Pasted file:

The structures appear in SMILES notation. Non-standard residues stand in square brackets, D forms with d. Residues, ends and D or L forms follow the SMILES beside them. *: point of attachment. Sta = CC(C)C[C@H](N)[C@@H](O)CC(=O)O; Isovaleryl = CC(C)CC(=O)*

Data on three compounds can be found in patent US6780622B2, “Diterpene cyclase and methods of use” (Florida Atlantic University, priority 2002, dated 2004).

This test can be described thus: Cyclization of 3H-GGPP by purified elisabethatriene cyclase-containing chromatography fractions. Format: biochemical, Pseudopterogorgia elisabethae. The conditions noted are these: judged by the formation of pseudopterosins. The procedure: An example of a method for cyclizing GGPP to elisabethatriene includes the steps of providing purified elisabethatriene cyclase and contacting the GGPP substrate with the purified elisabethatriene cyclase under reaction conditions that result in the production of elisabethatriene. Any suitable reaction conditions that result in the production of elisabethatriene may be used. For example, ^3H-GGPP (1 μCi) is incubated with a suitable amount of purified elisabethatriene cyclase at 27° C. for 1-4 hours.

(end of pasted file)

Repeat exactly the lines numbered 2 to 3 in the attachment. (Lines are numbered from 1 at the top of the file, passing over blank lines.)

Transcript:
Data on three compounds can be found in patent US6780622B2, “Diterpene cyclase and methods of use” (Florida Atlantic University, priority 2002, dated 2004).

This test can be described thus: Cyclization of 3H-GGPP by purified elisabethatriene cyclase-containing chromatography fractions. Format: biochemical, Pseudopterogorgia elisabethae. The conditions noted are these: judged by the formation of pseudopterosins. The procedure: An example of a method for cyclizing GGPP to elisabethatriene includes the steps of providing purified elisabethatriene cyclase and contacting the GGPP substrate with the purified elisabethatriene cyclase under reaction conditions that result in the production of elisabethatriene. Any suitable reaction conditions that result in the production of elisabethatriene may be used. For example, ^3H-GGPP (1 μCi) is incubated with a suitable amount of purified elisabethatriene cyclase at 27° C. for 1-4 hours.